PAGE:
Many Long Island schools offered opportunities for summer learning after a spring semester that was interrupted by the coronavirus outbreak.
The educational efforts, which ranged from virtual book readings to career readiness presentations, were intended to keep kids thinking critically during the months of July and August.
In Massapequa Park, East Lake Elementary School launched a digital library featuring teachers and administrators reading their favorite children’s books. The library, which offered a choice of nearly 50 books, allowed children to open each teacher’s prerecorded video with a simple click.
“Our idea for students to have access to a digital library over the summer was a hope that was made possible with the help of … more than 40 faculty members, who all understand the importance of continuous reading,” said East Lake Principal Thomas McKillop, who specifically credited the efforts of school psychologist Laura Hess and technology learning coach Alison Morgan.
In Bethpage, the high school’s ACE Life Skills Program launched a fictional pizzeria to help pupils practice skills they would typically use on field trips or at job sites, while third- and fourth-graders from Central Boulevard Elementary School engaged in virtual challenges — such as creating marble runs and paper helicopters — as part of a remote summer program through Nassau BOCES.
In Riverhead, the high school hosted a Health Careers Academic Readiness and Excellence program in partnership with Stony Brook University. The two-week program aimed to assist teens in preparing for health-related college courses and careers through presentations with researchers, scientists and other health care professionals.
In Greenlawn, dozens of students across the Harborfields School District participated in a two-week Summer Enrichment Virtual Learning Experience that included Google Classroom courses in subjects such as math, science and global studies.
Joseph Castoro has been named principal of Sayville Middle School. He replaced the retiring Thomas Murray.
Castoro served the past five years as assistant principal of Oldfield Middle School in Greenlawn and before that was a social studies teacher and administrator in West Hempstead.
“I am looking forward to building bridges and making connections with our students, staff, parents and community members to build upon the tradition of excellence for which Sayville School District is known,” Castoro said.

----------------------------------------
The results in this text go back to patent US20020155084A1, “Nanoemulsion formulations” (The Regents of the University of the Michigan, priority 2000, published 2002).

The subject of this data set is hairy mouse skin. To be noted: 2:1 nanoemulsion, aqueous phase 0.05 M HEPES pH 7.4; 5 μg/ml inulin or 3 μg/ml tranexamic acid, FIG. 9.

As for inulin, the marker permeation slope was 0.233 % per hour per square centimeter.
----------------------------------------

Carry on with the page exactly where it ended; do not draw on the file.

Anthony Mauro has been appointed superintendent of the Southold School District. He replaced David Gamberg, who retired.
Mauro previously was the assistant superintendent for student support and administration for the Sachem Central School District, and before that served 10 years as an elementary principal in the district.
“I am super excited to be serving the Southold school community and look forward to making meaningful relationships in the community that allow us to provide the best possible education for our students,” Mauro said.
Merit scholarship winners
Six recent high school graduates from Long Island were among 650 students nationwide named additional winners of college-sponsored scholarships, while three recent graduates were named additional winners of corporate-sponsored scholarships, through the National Merit Scholarship Corp.
The college-sponsored scholarships provide between $500 and $2,000 annually for up to four years of undergraduate study at the institution financing the scholarship, while the corporate-sponsored scholarships are financed by about 160 companies, foundations and other business organizations.
College-sponsored scholarship winners and their high schools were: James Lynch, Garden City; Christopher Moore, Ward Melville; Steven Nyman, Babylon; Miranda Pietraski, Jericho; and Nikhil Vohra and Alex Zhuo, Syosset. Corporate-sponsored scholarship winners and their high schools were: Giuseppina Than, Earl L. Vandermeulen; Keene Lu, Ward Melville; and Kay Horak, Westhampton Beach.
— MICHAEL R. EBERT